EKU Volleyball senior Mallory Maxwell returns to court just four months after devastating knee injury

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Mallory Maxwell, former libero for the Eastern Kentucky University volleyball team, was waiting in the left back court to get her hands on a ball that had been pushed to deep corner. She jumped into the air to make the play, but when she came down her knee buckled, she dropped and immediately knew something was not right.

“It was the most intense pain I’ve ever felt in my life,” Maxwell said, reminiscing on the practice that she tore her anterior cruciate ligament (ACL).

ACL injuries are one of the most common injuries across a wide variety of sports, due to the high demand for movement and stress put on the ligaments. Whenever an athlete goes down and is holding their knee most minds wander to this and Maxwell’s did just that.

“I just thought, my career is over because it just didn’t feel normal,” the Chicago, Illinois native stated. “I did make the play and get the point though.”

Mallory Maxwell

Upon first-look, she was told by trainers that she hadn’t torn anything just dislocated her knee cap. However, when Maxwell went to the doctor he confirmed nearly the worst-case scenario, especially for an athlete getting ready to enter their senior season, that she had torn her ACL.

Despite being on crutches, Maxwell was determined to start lifting to strengthen her quad, calf and hamstring before she had to have surgery. She knew that doing this would make her recovery quicker, thus getting her back on the court sooner so she could close her career with the girls she started it with.

Post-operation, Maxwell was more determined than ever to start rebuilding her muscle and improving her range of motion and within a week she started putting pressure on her leg by walking with crutches. She began doing heel slides almost obsessively. Doing sets of 30 every hour of every day at home.

“The support I received during the whole process helped me a lot mentally,” she stated. “The girls on the team and the coaching staff were there supporting me every step of the way. They knew it was going to be a really emotional time for me, and because I had a goal in mind they knew how hard the rehab process would be. Having a roommate who had torn her ACL multiple times and knew just what to do really helped as well.”

Mentally this injury was extremely difficult for the Colonel libero, especially after being told that she probably would not make it back in time to compete this season, but the internal storm that caused pushed her harder to make sure she could.

“So I said, okay well I’m going to prove them wrong and I’m coming back.” said Maxwell. The thought of not being able to make any more memories on the court with these girls she considers family was not a thought she was willing to accept. So, she put in the time, dedicated herself to her rehabilitation and was able to play in a very quick 4 months.

Mallory Maxwell (Photo from EKU)

When Maxwell returned to the court, EKU went on to beat the number one seed, Austin Peay, and remain the only team to beat them in league play. Some could say that it’s luck, but for the team having the senior back was the push they needed to translate all their hard work and effort into winning as a team.

“I was really nervous that first game back,” explained Maxwell. “I felt like I had no clue how to play volleyball, I had to work really hard to focus on getting in a groove during the game. I felt like a freshman again.”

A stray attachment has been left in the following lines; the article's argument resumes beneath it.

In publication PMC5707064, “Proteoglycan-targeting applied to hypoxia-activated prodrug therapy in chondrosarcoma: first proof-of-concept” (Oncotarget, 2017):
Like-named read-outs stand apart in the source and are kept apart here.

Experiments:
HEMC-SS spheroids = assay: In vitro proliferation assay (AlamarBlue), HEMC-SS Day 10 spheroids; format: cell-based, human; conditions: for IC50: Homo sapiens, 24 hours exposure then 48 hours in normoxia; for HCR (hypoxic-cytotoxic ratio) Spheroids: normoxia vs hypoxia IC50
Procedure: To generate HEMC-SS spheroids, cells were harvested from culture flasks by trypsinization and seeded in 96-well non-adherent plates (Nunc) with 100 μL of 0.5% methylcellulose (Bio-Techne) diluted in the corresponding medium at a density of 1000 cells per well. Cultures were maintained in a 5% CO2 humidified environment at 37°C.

For the senior this is just the beginning of her last season, although statistically and otherwise she has jumped into the role of defensive specialist and made a huge impact, she still feels that she has so much more to give. As someone who expects a lot of themselves she has not really had that moment yet where she knows she is back.

“When the season came around for me the hardest part wasn’t the fear of re-injuring myself, the hardest part came when I would play and compare myself to where I was pre-injury to where I am now,” she said. “You have to be able to move on, and acknowledge that this is where you are and all you can do is keep looking forward, and keep working your hardest to be the best player you could be now, without comparing yourself to what you were before.”

Conversations with Head Coach Lori Duncan have helped Maxwell realize that if she could go back and change the way things happened she absolutely would not. “Everything I went through happened for a reason,” she explained, “As I go through process of playing again and I look back at all the hard work I put in, the struggles I went through with my injury were vital in making me the person I am right now. It’s nice to find out those things about yourself.”

Rachel Woody, reigning Ohio Valley Conference Freshman of the Year, tore her ACL and meniscus as soon as Maxwell came back.

“The doctors are telling me to use Mal’s recovery period as motivation,” Woody explained. “She is the first person I go to about anything to do with my ACL. She was the first person to text me after and she texts me every day to check on me.” The sophomore plans to use Maxwell’s quick recovery time as a competition, reassuring all Colonel fans that she will beat it.

“It’s nice to get my story out,” smiled Maxwell. “You don’t really talk about injuries like this. It’s more a conversation that you have with your coach or your parents, so it’s nice to share it with someone else. It’s important for people to be able to be able to talk about their injuries and see that even though its hard you can come back and you can finish strong.”

From Eastern Kentucky University Athletics

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